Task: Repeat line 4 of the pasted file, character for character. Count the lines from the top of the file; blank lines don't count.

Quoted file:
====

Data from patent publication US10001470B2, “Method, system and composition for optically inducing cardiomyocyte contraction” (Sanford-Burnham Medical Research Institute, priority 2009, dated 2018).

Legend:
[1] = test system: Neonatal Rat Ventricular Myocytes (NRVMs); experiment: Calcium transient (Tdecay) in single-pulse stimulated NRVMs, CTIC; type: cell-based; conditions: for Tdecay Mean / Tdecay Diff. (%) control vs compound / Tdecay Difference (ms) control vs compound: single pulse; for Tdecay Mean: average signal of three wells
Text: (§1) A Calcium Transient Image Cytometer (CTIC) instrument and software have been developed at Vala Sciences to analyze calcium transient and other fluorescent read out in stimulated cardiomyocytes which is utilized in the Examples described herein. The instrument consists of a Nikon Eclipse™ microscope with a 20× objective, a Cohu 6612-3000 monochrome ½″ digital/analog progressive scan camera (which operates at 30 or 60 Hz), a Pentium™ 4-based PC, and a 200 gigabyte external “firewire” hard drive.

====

Text: (§1) A Calcium Transient Image Cytometer (CTIC) instrument and software have been developed at Vala Sciences to analyze calcium transient and other fluorescent read out in stimulated cardiomyocytes which is utilized in the Examples described herein. The instrument consists of a Nikon Eclipse™ microscope with a 20× objective, a Cohu 6612-3000 monochrome ½″ digital/analog progressive scan camera (which operates at 30 or 60 Hz), a Pentium™ 4-based PC, and a 200 gigabyte external “firewire” hard drive.